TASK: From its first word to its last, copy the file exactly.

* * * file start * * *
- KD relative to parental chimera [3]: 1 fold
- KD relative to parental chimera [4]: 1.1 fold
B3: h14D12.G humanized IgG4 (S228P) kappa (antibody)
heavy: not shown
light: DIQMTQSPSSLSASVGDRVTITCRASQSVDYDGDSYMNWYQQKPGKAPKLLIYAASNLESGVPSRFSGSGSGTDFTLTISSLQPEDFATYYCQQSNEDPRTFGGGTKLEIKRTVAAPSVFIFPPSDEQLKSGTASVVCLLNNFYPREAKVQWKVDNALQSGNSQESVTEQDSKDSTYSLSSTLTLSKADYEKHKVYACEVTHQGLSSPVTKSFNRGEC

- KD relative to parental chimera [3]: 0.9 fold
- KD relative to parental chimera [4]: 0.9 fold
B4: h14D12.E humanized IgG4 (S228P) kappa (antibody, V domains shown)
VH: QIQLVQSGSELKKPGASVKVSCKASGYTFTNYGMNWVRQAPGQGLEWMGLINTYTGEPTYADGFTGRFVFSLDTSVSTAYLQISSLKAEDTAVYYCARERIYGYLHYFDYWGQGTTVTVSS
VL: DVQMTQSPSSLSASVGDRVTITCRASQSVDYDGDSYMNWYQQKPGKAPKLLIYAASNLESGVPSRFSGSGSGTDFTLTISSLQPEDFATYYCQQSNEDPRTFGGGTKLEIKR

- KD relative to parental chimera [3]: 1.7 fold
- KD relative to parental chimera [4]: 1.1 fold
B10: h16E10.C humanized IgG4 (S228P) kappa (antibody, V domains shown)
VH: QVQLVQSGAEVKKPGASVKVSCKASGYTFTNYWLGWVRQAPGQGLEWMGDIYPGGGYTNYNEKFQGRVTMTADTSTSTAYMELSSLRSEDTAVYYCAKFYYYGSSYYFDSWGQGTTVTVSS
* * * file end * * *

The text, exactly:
- KD relative to parental chimera [3]: 1 fold
- KD relative to parental chimera [4]: 1.1 fold
B3: h14D12.G humanized IgG4 (S228P) kappa (antibody)
heavy: not shown
light: DIQMTQSPSSLSASVGDRVTITCRASQSVDYDGDSYMNWYQQKPGKAPKLLIYAASNLESGVPSRFSGSGSGTDFTLTISSLQPEDFATYYCQQSNEDPRTFGGGTKLEIKRTVAAPSVFIFPPSDEQLKSGTASVVCLLNNFYPREAKVQWKVDNALQSGNSQESVTEQDSKDSTYSLSSTLTLSKADYEKHKVYACEVTHQGLSSPVTKSFNRGEC

- KD relative to parental chimera [3]: 0.9 fold
- KD relative to parental chimera [4]: 0.9 fold
B4: h14D12.E humanized IgG4 (S228P) kappa (antibody, V domains shown)
VH: QIQLVQSGSELKKPGASVKVSCKASGYTFTNYGMNWVRQAPGQGLEWMGLINTYTGEPTYADGFTGRFVFSLDTSVSTAYLQISSLKAEDTAVYYCARERIYGYLHYFDYWGQGTTVTVSS
VL: DVQMTQSPSSLSASVGDRVTITCRASQSVDYDGDSYMNWYQQKPGKAPKLLIYAASNLESGVPSRFSGSGSGTDFTLTISSLQPEDFATYYCQQSNEDPRTFGGGTKLEIKR

- KD relative to parental chimera [3]: 1.7 fold
- KD relative to parental chimera [4]: 1.1 fold
B10: h16E10.C humanized IgG4 (S228P) kappa (antibody, V domains shown)
VH: QVQLVQSGAEVKKPGASVKVSCKASGYTFTNYWLGWVRQAPGQGLEWMGDIYPGGGYTNYNEKFQGRVTMTADTSTSTAYMELSSLRSEDTAVYYCAKFYYYGSSYYFDSWGQGTTVTVSS